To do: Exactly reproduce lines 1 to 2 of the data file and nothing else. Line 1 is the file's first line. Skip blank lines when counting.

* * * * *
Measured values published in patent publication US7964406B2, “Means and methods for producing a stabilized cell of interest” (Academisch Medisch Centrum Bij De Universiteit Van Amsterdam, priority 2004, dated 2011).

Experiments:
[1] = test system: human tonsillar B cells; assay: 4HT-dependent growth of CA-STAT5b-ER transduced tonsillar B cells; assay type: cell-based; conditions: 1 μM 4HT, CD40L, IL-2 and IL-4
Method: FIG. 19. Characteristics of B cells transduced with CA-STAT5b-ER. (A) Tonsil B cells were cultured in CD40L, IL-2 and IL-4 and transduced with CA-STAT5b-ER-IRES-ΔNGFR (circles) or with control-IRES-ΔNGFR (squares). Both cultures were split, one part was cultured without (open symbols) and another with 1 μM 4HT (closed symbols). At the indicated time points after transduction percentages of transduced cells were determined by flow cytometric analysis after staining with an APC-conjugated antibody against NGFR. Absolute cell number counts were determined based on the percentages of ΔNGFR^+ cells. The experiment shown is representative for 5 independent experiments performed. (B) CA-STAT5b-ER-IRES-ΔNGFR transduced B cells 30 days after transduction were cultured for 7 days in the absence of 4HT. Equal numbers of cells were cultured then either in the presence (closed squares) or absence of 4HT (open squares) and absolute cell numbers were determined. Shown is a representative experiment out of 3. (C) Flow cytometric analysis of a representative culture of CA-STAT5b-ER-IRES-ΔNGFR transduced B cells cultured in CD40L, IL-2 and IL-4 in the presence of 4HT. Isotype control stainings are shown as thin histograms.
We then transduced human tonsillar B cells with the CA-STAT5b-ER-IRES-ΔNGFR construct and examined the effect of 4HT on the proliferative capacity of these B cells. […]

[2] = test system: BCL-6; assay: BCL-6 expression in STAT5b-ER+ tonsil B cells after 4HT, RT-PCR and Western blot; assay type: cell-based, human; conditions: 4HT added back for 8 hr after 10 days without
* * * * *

Measured values published in patent publication US7964406B2, “Means and methods for producing a stabilized cell of interest” (Academisch Medisch Centrum Bij De Universiteit Van Amsterdam, priority 2004, dated 2011).

Experiments: